In short, you cannot use a power of attorney to make legal decisions for an incapacitated person unless the power of attorney explicitly says so. Further, a person cannot grant or sign a power of attorney once that person lacks the ability to understand the transaction.

Even if you have a durable power of attorney that remains in effect after your veteran loses capacity to execute the document, it may not give you the full range of legal authority you need to properly care for your veteran. So this type of power of attorney might or might not be an adequate substitute for a guardianship.

A durable power of attorney does not limit your veteran’s ability to act on his or her own. If your veteran has a significant incapacity and is making legal decisions that are harmful to himself or herself and others (such as borrowing money he or she cannot afford to repay), a guardianship might be necessary to limit the enforceability of legal decisions the incapacitated veteran made.

For more information, visit our Powers of Attorney section of this site. If you have a power of attorney and a veteran with diminished capacity, seek legal advice about what your power of attorney does (and does not) allow you to do and to get advice about whether a guardianship still would be a good idea. Visit the American Bar Association's Directory of Programs for a resource near you that can provide you with this legal advice.

You have the right to go to the court that issued the guardianship and raise your concerns through a formal request in the form of a petition. If you believe the guardian is abusing or exploiting a veteran, contact adult protective services. You also could contact the state protection and advocacy agency that represents the rights of individuals with disabilities, as well as the office of the state attorney general. A list of all Protection and Advocacy agencies nationwide is available here, and your state attorney general’s office information can be found at this link. You also are encouraged to locate assistance through the American Bar Association's Directory of Programs to obtain legal advice on how to proceed. Many pro bono and legal aid organizations have guardianship specialists who might be able to help.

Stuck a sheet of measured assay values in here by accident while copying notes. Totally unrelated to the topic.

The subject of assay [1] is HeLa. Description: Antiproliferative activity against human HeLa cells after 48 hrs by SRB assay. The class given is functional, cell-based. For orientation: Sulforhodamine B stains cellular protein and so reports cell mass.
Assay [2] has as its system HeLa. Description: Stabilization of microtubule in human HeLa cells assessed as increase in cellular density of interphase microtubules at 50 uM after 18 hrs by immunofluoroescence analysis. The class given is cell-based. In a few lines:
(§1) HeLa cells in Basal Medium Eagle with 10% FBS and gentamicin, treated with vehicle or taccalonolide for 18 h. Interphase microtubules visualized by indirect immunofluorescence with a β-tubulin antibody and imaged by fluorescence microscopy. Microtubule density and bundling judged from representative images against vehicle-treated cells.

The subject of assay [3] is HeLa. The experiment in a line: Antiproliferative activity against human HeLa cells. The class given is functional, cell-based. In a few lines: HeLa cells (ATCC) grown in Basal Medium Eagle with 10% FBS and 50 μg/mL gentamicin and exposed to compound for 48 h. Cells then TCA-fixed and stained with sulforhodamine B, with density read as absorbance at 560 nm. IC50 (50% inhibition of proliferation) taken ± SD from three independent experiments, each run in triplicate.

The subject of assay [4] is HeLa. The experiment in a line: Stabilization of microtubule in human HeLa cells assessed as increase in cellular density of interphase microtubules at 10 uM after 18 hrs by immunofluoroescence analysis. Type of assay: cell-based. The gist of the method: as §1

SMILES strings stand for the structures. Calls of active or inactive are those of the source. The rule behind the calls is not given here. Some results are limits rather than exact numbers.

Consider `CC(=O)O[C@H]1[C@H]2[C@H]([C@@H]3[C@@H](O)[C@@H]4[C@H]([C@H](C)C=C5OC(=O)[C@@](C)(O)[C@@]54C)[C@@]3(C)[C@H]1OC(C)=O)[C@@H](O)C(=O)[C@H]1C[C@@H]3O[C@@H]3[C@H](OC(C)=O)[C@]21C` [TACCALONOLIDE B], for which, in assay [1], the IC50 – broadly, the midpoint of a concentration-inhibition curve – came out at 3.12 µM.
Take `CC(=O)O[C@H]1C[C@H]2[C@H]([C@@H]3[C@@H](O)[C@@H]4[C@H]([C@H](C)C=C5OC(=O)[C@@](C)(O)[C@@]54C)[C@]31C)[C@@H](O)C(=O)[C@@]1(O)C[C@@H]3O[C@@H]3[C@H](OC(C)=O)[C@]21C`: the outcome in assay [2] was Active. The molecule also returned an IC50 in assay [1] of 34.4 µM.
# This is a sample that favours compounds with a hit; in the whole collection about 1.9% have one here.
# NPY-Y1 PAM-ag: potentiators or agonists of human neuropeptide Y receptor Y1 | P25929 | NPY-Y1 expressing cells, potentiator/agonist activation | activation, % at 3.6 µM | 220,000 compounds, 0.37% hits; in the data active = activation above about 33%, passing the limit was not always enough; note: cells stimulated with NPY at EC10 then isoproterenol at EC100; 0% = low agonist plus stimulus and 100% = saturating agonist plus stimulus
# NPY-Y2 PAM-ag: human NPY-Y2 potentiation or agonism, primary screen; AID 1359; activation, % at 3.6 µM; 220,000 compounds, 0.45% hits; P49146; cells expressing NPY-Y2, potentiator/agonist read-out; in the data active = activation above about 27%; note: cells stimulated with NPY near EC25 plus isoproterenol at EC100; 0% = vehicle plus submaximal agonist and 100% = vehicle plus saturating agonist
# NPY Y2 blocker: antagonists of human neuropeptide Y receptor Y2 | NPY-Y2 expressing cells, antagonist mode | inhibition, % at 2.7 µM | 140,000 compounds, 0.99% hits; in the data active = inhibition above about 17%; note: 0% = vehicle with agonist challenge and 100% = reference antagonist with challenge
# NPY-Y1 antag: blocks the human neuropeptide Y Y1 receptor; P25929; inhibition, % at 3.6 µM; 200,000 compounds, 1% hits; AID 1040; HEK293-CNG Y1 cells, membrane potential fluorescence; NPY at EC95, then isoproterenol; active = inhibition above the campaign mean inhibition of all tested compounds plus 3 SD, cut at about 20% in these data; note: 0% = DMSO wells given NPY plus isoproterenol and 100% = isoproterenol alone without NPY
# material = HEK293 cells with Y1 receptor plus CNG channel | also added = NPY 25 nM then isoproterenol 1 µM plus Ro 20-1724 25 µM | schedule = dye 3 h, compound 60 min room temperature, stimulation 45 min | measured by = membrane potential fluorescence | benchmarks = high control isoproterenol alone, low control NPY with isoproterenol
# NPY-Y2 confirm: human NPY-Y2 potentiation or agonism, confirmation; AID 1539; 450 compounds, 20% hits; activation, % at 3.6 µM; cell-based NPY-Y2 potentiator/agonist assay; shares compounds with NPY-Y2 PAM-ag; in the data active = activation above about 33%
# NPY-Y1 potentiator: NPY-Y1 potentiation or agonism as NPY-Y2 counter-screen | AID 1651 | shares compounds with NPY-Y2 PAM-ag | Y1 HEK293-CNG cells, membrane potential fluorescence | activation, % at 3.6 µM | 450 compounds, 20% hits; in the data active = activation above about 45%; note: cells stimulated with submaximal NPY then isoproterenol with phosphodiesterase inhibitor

If the VA determines your veteran lacks capacity in a way that interferes with his or her ability to manage financial affairs, the VA will appoint someone to serve as a VA fiduciary. The VA fiduciary is somewhat similar to a guardian of the estate, with three important limitations: First, the fiduciary is not appointed by a court. Second, the fiduciary is in charge of administering only those benefits the veteran receives from the VA. In some cases, this responsibility may extend to administration of all of the veteran’s financial matters if his or her VA benefits income is combined, as in a checking account, with the veteran’s other funds. Third, the VA, and not the court, will have oversight.

Generally, the VA will find a veteran requires a fiduciary based on the medical condition giving rise to the claim to VA benefits in the first place. But if a veteran has been determined to be lacking capacity as a part of a guardianship proceeding, that also might be an instance where the VA will select a fiduciary, which might or might not be the court-appointed guardian.

One other point regarding the VA Fiduciary Program: In addition to wounded veterans, a VA fiduciary also might be required to be appointed for a veteran’s beneficiary if that beneficiary receives VA benefits. For example, if a deceased veteran has a spouse who is eligible for the veteran’s VA benefits, but the spouse is incapacitated due to mental illness, the VA may require a fiduciary for the spouse. Similarly, a minor child of a deceased veteran may have a fiduciary (which may be the child’s surviving parent) required to receive the veteran’s benefits.

An important thing to be aware of when dealing with the VA: It tends to use terminology that has very specific meanings under the law but has very different meanings in the way the VA uses it. Incapacity in the guardianship context is a legal status determined by a court after a thorough review and assessment of objective evidence about a person’s physical and mental condition. The VA determines someone is incompetent based on a VA rating decision, a court decree, or both a VA rating decision and a court decree. The VA generally receives incompetency information from VA examinations, VA outpatient treatment records, private treatment records, or a court order that a beneficiary might be unable to manage his or her financial affairs (including disbursement of VA funds).